At least the staff was friendly enough when I checked in, and it was clean. I wanted to be able to shower and wash away the thin layer of sweat and grime that had developed on my skin as a result of being in the closed environment with recycled, stale air. But Kent had called and told me that I had a meeting with general manager Doug Wilson and head coach Todd McLellan at 4:30, meaning I had no time to shower or even change my clothes. The only thing I had time for was to dump my bags next to the bed, take a leak, and wash my hands before I walked the few blocks from my new, temporary home to my new arena, which was affectionately known as the Shark Tank.

As I walked, I sent a message to Mom to let her know that I was now in San José and got here safely, and then I typed a more in-depth and detailed one to Jo to not only let her know that I was here but that I was heading into my meeting. I felt like I had to keep her update and involved, like she deserved to know. After all, it’s not like I would see her tonight and be able to relay everything to her, like our routine had come to be.

She messaged me back within seconds, wishing me luck with the meeting and expressing interest in hearing all about it tonight. Her continual support brought a smile to my face, but it didn’t alter my mood. Needless to say, I was still feeling cranky, tired, and not at all pleased with how today was turning out. It was hard to feel excited to meet my new owner and coach when I didn’t want to spend another miserable fucking moment in this city.

It was overwhelming to walk to into HP Pavilion. Any other time I’d been here, I’d been here with the team. I wasn’t alone. Then again, the last time I had played in this building was when I had injured my shoulder. This place did not hold many positives for me. I could only imagine how poorly the rest of my season would go. Maybe I was exaggerating or being overly dramatic, but I didn’t care. Just because I usually tried to be even-keeled didn’t mean that I didn’t have my bad days when I wanted to pout and wallow for a little while, and this was a bad day. This sucked, and I just wished I was at home in Pittsburgh where the people and places were familiar.

I didn’t even have to go up to anyone to introduce myself and ask for directions; the first person who spotted me as I walked in the main entrance swooped in and began talking to me and leading me toward wherever I was supposed to go, offering to fetch me something to drink or eat or anything else I could possibly want.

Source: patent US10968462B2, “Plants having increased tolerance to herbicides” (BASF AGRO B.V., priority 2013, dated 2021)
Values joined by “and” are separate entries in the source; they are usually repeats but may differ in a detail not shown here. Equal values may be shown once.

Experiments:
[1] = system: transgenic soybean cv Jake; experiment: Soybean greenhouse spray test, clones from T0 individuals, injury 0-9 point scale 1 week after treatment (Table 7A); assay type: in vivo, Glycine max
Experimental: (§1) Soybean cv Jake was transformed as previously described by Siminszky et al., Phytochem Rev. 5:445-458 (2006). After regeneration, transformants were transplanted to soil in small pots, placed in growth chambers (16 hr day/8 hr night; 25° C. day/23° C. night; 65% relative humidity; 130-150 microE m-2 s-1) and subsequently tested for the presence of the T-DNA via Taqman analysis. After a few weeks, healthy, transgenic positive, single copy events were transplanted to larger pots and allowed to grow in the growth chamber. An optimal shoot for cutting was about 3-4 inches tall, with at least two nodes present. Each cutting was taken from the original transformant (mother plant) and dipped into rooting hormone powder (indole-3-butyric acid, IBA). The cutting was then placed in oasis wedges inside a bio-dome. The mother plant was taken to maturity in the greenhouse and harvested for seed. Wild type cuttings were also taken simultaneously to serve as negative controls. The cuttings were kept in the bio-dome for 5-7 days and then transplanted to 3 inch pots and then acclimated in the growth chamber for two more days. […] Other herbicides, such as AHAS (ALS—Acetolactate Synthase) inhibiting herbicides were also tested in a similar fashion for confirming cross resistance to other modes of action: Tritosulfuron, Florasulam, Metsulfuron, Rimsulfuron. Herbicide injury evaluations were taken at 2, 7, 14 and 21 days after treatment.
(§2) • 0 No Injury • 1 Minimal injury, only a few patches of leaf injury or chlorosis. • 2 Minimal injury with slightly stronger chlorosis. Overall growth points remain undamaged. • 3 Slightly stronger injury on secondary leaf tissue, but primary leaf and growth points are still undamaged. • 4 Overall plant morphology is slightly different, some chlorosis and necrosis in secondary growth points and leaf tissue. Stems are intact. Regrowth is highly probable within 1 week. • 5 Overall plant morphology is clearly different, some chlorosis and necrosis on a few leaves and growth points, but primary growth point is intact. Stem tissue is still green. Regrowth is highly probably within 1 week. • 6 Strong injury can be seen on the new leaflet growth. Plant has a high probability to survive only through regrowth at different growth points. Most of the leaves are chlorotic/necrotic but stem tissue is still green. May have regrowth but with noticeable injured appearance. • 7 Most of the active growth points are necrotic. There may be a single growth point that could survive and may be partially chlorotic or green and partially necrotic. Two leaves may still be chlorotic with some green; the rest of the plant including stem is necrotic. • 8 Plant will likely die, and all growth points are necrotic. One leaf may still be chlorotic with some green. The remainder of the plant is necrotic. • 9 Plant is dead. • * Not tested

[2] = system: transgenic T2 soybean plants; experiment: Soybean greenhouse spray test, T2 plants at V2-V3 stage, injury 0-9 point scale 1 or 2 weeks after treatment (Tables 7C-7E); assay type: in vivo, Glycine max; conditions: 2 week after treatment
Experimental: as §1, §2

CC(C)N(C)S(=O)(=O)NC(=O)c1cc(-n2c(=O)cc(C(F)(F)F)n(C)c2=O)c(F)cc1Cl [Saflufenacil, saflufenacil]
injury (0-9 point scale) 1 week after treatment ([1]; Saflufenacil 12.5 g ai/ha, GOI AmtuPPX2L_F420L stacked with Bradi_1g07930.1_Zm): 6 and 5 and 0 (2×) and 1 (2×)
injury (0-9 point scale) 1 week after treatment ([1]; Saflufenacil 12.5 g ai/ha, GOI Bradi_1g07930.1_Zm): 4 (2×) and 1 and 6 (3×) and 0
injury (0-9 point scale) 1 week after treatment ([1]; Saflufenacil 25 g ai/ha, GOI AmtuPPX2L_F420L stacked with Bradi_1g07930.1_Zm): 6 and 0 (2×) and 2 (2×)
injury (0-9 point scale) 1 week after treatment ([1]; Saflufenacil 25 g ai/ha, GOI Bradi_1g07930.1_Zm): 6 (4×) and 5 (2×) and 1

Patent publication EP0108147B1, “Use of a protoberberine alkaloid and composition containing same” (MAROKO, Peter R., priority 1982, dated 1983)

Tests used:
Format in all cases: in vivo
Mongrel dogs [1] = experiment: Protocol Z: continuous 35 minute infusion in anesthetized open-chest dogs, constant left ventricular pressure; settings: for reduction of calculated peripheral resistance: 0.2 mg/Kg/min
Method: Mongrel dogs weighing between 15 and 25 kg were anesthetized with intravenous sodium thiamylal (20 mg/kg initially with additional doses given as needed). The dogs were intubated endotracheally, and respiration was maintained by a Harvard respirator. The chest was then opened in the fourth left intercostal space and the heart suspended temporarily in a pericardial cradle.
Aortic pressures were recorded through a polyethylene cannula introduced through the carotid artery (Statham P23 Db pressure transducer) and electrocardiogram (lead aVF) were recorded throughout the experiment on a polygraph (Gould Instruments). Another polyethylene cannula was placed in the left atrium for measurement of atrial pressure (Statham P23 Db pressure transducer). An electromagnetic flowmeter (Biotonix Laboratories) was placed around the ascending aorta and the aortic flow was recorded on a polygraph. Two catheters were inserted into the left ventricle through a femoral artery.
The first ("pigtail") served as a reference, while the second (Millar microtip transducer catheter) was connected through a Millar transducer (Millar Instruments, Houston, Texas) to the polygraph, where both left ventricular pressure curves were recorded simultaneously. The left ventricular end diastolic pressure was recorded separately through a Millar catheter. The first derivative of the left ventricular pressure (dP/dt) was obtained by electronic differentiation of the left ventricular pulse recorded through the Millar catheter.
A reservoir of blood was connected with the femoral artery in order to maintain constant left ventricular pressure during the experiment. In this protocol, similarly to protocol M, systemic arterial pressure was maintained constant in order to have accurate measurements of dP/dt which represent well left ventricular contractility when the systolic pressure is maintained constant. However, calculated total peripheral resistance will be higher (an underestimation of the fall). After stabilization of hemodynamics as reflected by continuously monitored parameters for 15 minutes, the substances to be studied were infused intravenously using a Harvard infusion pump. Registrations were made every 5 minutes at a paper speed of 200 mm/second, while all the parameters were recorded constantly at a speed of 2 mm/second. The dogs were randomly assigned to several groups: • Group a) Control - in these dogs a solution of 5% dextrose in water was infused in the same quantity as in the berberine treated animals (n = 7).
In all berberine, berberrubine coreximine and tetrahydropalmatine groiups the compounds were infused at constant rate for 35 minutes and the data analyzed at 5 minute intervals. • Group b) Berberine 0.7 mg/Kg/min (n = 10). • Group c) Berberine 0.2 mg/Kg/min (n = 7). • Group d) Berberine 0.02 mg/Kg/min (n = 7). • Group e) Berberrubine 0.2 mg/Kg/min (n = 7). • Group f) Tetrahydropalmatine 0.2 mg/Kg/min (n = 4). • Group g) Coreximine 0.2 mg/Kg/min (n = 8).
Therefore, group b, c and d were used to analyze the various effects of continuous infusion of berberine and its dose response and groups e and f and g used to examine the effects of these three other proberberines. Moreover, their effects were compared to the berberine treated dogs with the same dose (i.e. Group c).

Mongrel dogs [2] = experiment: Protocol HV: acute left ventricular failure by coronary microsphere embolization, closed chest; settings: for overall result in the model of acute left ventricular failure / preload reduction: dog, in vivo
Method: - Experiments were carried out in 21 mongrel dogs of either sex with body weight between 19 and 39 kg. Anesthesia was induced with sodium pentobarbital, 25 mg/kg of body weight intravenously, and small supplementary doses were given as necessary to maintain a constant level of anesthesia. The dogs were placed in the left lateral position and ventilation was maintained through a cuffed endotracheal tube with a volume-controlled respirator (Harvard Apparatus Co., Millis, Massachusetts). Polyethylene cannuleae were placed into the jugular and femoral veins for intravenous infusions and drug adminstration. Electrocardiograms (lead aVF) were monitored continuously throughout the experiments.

In a whirlwind of activity, I found myself in Wilson’s office, but we didn’t stay there for long. Just for introductions to my new manager and coach. They gave me a tour of the facilities. The place seemed so different, now that I wouldn’t be playing there as part of a visiting team. Now that this was my home arena. I also met Matt Shaw, Trent Yawney, and Jay Woodcroft, the assistant coaches. They showed me the facilities, they told me about the structure of their team, and they told me about how I was supposed to fit in to their system.

They were all smiles, excited as they talked to me, and I’d be lying if I said it wasn’t a little contagious. They admitted that they were looking forward to the morning skate tomorrow, to see how I meshed with the team before I donned a Sharks jersey for the game against the Devils. They were making me be excited for it, too, because of how much of their hopes they were putting in me, wanting me to be the missing piece for the team. They thought I was the player who would round out their team. After being ditched by the Pens, their excitement was reassuring, or at least didn’t make me feel as bad.

It was six by the time we were finished, and I was looking forward to getting back to my crappy motel room to shower and unwind, but then I met Rob Blake, the captain. He invited me over to his house to have dinner with him and his family, as a way to welcome me to the team. It was a nice, friendly gesture, and I accepted. As much as I wanted to relax after my crazy day, it would be nice to have a home-cooked meal instead of order something from whatever restaurant and hope that it would be palatable. I’d have to get some good recommendations from my new teammates and hope that we had similar tastes.

Blake drove me to his home, and I met his wife Brandy and his two kids. He explained that Brandy’s niece was staying with them, but she was out so I wouldn’t be meeting her. It didn’t make a difference to me, since this would probably be the only time I’d meet his family. There were only twenty games left in the season, and there wasn’t even a guarantee I’d be with this team after the Sharks’ season ended. I was still an RFA, and being traded didn’t change that.

Their home was very inviting, and, well, homey. It didn’t look like the décor was a page ripped out of a magazine. There were toys scattered around on the floor, Barbies and Bratz dolls and Wii remotes and empty game cases. There were professional studio portraits on the walls, which showed a loving family instead of posed, staged kin. It was refreshing.